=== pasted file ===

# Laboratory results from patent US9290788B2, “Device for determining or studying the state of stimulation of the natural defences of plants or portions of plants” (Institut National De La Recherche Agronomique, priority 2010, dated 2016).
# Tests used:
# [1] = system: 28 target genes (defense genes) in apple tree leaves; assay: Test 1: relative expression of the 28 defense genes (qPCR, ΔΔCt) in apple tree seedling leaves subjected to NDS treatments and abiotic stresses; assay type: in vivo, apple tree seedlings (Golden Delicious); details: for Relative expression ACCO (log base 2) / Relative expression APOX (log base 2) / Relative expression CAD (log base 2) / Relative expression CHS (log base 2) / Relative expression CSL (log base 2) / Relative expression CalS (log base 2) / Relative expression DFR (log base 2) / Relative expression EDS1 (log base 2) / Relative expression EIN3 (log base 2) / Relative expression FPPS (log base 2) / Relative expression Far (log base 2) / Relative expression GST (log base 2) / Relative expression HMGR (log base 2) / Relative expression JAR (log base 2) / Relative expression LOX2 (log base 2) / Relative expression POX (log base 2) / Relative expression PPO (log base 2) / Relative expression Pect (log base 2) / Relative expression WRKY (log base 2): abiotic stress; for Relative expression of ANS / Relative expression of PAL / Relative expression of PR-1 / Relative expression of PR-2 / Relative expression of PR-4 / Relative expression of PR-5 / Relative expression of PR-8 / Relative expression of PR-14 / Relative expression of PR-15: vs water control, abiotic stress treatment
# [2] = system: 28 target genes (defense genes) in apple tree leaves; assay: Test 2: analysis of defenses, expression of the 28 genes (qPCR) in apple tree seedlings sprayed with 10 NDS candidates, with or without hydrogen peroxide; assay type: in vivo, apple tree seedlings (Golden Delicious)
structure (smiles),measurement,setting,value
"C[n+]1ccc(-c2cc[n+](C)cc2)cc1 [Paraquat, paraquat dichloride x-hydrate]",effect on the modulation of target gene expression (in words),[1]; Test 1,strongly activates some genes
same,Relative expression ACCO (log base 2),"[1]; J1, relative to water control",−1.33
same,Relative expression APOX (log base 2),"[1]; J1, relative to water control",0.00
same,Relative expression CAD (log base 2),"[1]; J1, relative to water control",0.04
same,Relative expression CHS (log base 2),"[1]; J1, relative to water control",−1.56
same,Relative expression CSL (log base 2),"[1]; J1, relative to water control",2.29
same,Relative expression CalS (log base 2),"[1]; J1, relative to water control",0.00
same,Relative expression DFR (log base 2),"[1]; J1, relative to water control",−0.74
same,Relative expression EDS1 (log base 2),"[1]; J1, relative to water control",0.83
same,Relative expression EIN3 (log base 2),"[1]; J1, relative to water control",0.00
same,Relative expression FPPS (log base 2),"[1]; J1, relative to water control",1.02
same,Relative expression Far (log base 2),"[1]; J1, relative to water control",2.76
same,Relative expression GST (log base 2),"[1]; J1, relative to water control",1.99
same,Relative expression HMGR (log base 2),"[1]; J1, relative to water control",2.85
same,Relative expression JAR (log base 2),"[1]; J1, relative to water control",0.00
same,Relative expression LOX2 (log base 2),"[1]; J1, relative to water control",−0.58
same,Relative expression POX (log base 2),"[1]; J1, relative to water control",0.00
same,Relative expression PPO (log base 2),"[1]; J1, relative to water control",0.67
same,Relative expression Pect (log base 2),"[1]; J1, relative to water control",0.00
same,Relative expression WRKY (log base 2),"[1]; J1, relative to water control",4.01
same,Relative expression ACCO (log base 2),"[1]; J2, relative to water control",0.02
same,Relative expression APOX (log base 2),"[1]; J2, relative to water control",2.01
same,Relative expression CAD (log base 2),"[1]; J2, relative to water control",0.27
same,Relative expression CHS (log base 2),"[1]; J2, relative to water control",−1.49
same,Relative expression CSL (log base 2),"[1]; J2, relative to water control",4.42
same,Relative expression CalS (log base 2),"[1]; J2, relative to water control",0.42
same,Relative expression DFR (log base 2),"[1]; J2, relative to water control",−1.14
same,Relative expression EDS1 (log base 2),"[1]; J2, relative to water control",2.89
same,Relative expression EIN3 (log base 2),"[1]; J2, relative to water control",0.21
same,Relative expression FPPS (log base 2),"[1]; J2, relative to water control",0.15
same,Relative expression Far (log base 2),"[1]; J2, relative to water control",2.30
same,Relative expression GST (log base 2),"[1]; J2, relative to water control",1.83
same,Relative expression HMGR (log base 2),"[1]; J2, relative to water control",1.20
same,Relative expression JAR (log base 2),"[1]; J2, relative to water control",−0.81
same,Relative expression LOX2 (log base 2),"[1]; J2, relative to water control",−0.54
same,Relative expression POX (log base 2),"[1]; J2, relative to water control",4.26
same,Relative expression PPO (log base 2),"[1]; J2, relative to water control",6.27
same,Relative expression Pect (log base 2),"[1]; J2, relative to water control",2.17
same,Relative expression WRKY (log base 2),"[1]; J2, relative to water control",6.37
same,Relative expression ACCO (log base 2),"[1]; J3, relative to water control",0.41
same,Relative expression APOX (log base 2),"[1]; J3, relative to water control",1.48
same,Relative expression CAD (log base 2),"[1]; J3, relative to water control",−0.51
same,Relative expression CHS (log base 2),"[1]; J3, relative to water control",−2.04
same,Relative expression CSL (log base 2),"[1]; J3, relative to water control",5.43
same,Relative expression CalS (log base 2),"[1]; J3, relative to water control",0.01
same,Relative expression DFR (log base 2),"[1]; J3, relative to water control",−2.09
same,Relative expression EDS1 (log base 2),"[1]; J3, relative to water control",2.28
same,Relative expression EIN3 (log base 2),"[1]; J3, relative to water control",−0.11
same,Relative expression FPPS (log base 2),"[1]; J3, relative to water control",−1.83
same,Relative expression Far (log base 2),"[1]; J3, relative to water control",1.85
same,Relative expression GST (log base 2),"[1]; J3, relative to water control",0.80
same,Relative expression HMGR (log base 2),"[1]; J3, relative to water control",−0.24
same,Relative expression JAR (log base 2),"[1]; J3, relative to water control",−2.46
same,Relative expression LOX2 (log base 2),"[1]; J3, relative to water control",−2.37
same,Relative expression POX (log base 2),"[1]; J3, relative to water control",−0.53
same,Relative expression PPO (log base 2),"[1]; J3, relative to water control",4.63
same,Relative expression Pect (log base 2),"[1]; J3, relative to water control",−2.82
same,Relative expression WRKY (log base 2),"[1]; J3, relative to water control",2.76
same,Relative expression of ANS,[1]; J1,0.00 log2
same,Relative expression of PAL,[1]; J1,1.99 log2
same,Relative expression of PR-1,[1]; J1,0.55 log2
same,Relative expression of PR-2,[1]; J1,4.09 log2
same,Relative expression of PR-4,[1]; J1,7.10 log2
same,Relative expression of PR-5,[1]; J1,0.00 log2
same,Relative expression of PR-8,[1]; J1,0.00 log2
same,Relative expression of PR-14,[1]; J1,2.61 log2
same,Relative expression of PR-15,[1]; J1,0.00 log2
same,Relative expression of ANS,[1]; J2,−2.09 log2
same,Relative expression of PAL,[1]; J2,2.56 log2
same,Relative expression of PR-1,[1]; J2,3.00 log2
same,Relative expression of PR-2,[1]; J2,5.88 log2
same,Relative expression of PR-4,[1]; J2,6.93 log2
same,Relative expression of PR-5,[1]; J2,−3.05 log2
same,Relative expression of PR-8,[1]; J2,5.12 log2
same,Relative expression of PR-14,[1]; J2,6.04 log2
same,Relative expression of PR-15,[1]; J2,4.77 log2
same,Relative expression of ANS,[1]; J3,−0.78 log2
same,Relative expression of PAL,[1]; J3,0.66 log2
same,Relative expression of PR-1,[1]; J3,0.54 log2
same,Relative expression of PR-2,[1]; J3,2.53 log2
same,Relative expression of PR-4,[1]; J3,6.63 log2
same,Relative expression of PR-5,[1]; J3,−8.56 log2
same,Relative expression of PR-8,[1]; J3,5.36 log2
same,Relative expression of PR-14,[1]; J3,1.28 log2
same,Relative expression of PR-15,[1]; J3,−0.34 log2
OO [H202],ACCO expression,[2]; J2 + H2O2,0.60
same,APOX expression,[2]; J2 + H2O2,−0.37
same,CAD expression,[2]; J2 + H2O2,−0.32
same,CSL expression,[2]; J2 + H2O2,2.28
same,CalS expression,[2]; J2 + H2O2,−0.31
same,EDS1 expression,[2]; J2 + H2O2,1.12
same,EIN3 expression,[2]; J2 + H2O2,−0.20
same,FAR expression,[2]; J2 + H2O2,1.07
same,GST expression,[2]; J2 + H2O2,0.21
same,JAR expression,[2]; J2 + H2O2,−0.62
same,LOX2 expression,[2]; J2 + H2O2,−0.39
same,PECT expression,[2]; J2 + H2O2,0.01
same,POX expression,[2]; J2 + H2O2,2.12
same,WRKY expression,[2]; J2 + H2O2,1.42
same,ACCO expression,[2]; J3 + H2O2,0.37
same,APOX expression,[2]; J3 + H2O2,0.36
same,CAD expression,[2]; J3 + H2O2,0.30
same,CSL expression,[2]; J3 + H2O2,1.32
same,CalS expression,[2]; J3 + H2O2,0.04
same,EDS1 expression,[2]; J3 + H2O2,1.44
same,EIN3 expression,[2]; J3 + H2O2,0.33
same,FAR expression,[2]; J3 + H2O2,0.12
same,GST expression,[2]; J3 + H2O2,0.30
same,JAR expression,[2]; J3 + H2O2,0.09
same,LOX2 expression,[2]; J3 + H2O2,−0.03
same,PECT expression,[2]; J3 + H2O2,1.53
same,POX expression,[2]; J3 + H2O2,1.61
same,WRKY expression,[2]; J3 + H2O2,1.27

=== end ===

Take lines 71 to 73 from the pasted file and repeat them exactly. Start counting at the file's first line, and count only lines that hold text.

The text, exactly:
same,Relative expression of PR-14,[1]; J1,2.61 log2
same,Relative expression of PR-15,[1]; J1,0.00 log2
same,Relative expression of ANS,[1]; J2,−2.09 log2